Radio chatter clip of WWII Lancaster bomber engaged by German plane during a attack mission

Since radios were not so advanced, audio clips from World War Two are quite rare.

This make the following radio chatter clip of a Lancaster bomber being attacked by a German fighter during a war mission over Germany particularly interesting.

The crew seems to panic as the German plane engages the Lancaster shortly after the latter has dropped its bombed, and the captain at one point shouts “Okay, don’t shout all at once!”

Eventually one of the gunners manages to bring down the German fighter.


H/T to Wilson T King for the heads-up

Enhanced by Zemanta
About David Cenciotti
David Cenciotti is a journalist based in Rome, Italy. He is the Founder and Editor of “The Aviationist”, one of the world’s most famous and read military aviation blogs. Since 1996, he has written for major worldwide magazines, including Air Forces Monthly, Combat Aircraft, and many others, covering aviation, defense, war, industry, intelligence, crime and cyberwar. He has reported from the U.S., Europe, Australia and Syria, and flown several combat planes with different air forces. He is a former 2nd Lt. of the Italian Air Force, a private pilot and a graduate in Computer Engineering. He has written five books and contributed to many more ones.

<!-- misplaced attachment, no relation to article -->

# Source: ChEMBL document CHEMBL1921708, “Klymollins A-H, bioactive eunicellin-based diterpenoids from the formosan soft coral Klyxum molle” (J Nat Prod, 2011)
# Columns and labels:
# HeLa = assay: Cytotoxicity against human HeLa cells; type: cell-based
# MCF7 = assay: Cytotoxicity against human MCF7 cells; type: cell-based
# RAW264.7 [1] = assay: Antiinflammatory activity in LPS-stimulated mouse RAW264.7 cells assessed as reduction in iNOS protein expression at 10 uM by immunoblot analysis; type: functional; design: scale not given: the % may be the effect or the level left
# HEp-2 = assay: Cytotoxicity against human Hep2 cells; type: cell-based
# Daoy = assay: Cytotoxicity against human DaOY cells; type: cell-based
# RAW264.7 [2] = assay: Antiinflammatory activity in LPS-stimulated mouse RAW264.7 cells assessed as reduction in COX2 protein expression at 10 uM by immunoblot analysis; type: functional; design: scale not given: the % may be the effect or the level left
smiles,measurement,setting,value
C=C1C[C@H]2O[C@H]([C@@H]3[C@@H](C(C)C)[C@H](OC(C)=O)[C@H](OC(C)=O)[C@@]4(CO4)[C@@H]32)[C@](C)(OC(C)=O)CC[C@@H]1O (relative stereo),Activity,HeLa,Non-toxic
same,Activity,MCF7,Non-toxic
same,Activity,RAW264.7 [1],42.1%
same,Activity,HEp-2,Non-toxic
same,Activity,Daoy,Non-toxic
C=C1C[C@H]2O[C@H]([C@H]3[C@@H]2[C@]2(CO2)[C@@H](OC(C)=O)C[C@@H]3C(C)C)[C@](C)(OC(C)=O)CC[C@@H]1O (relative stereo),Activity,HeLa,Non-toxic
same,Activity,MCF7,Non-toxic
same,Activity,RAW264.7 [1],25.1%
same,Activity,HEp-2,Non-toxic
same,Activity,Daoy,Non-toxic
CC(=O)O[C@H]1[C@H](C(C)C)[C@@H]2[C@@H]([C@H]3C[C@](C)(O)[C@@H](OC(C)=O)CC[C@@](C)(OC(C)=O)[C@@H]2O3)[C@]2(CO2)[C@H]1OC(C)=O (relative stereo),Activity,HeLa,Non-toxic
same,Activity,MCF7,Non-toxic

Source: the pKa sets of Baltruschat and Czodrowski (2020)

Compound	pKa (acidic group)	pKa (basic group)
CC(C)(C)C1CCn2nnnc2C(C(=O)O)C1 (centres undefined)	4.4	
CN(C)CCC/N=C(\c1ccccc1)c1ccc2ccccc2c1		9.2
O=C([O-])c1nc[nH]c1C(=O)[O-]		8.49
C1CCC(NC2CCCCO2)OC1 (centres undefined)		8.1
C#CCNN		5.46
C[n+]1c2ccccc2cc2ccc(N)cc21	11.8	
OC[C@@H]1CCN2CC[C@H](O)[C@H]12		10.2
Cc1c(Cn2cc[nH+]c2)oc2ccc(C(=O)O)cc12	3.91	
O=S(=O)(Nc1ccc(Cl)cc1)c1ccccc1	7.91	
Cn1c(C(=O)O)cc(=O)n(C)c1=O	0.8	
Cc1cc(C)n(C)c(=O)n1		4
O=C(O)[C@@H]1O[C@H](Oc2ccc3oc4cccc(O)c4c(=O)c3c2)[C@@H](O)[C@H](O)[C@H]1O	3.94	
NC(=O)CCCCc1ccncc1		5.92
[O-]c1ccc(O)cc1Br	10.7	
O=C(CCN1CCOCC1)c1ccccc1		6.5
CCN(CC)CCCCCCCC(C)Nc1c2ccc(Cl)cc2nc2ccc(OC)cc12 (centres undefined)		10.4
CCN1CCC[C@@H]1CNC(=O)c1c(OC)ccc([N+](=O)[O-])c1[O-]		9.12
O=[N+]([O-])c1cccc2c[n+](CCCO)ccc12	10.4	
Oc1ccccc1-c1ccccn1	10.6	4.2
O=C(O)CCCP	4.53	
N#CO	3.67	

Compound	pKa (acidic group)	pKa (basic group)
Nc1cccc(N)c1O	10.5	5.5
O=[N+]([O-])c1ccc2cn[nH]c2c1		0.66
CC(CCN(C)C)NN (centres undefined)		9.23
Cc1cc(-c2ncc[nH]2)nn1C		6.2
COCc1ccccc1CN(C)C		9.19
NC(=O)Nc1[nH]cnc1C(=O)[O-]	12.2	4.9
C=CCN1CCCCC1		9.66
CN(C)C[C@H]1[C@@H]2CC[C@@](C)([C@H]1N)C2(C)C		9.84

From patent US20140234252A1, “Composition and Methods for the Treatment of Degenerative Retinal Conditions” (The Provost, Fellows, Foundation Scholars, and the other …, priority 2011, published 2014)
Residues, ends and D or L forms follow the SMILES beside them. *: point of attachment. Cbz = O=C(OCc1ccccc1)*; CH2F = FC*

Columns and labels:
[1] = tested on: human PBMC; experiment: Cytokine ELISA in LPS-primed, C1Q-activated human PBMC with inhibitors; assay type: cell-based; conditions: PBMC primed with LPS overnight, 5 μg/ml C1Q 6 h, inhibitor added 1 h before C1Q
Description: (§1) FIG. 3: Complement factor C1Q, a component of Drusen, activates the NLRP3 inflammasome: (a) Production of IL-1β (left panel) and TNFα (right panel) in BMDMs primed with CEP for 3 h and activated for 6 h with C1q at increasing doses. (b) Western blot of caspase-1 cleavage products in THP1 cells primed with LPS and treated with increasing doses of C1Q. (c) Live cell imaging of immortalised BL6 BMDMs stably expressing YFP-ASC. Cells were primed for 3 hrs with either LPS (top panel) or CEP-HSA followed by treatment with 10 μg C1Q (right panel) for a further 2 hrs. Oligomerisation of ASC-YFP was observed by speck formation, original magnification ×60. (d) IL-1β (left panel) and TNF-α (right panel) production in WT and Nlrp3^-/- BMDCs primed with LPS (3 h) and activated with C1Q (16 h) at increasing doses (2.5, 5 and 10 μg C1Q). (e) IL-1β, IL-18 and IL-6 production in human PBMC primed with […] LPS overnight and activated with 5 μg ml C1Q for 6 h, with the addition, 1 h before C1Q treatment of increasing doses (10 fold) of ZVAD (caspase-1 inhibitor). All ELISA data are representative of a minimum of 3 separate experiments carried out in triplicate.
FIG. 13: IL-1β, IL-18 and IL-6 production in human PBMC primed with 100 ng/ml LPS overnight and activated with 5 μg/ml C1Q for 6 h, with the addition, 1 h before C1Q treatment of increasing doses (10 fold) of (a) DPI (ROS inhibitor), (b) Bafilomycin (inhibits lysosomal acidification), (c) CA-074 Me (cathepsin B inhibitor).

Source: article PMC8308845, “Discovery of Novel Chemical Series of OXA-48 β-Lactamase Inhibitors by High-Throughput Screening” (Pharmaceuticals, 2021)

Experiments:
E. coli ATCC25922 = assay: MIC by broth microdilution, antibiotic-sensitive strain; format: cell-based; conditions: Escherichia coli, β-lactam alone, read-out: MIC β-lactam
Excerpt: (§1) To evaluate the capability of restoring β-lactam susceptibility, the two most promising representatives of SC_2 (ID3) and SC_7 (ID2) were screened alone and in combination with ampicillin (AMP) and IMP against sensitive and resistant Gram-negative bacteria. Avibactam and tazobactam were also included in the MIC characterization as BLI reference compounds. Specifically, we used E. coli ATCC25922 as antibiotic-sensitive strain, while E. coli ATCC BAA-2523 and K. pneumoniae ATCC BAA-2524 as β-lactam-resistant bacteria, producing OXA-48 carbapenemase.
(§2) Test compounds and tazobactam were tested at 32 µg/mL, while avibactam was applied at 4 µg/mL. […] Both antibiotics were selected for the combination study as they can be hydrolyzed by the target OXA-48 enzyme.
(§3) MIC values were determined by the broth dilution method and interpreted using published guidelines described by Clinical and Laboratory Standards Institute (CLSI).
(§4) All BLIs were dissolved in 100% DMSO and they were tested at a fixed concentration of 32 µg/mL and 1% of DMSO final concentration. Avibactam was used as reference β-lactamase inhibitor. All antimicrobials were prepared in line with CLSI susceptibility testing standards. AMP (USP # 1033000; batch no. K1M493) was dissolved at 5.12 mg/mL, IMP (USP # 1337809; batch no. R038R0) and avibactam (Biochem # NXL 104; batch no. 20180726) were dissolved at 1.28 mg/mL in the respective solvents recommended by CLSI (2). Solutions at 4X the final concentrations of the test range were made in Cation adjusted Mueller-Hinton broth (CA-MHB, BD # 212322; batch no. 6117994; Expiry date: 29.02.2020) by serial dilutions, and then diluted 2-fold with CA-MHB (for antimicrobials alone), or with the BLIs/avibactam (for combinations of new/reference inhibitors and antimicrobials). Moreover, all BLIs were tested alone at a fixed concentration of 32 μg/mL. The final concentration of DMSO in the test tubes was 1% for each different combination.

1. Fake or propaganda. Dad was on lancs as tailgunner; under attack the tailgunner took control of aircraft movement by instructing pilot. And yes, bombardier flew her on the bomb run. No idea what an ‘engineer’ is doing there as there wasn’t room for one. No chatter allowed over the intercom. The mg’s did not go rat-a-rata-tat but made a raspberry burping noise as four of them would go off at over 1,000 rpm each – thraarrp.

  2. I’m sorry, but it’s all far too “Queen’s English” for me.
    My grandfather was in the RAF during the war, and he was as Geordie as you could get!
    Don’t try and tell me that everyone in the RAF had the same accents, that ain’t gonna fly with me!

    • Crews varied. Some were ‘all Canadian’ or ‘all Aussie’ etc.

      It isn’t far fetched to have a crew from the same area.

      • Obviously, however my point was about how everyone seemed to have the same kind of dialect and it was all a bit too “BBC broadcast” in quality for me, it wasn’t about the country of origin.

  3. Can you please, in your own words, tell me what point you seem to have understood me making – just so that I really do follow that you’ve grasped what my point was?

  4. I do not have enough information to say that this is a propaganda piece or not, but as to the sound of the engines, it’s not likely they would be drowning out the microphones. By this time, development of noise cancelling microphones was fairly well along, and given the proximity effect of the microphones to the crew members mouths, plus the need to make clear, intelligible transmissions, I would expect nothing less than the audio quality you’re hearing here.

Comments are closed.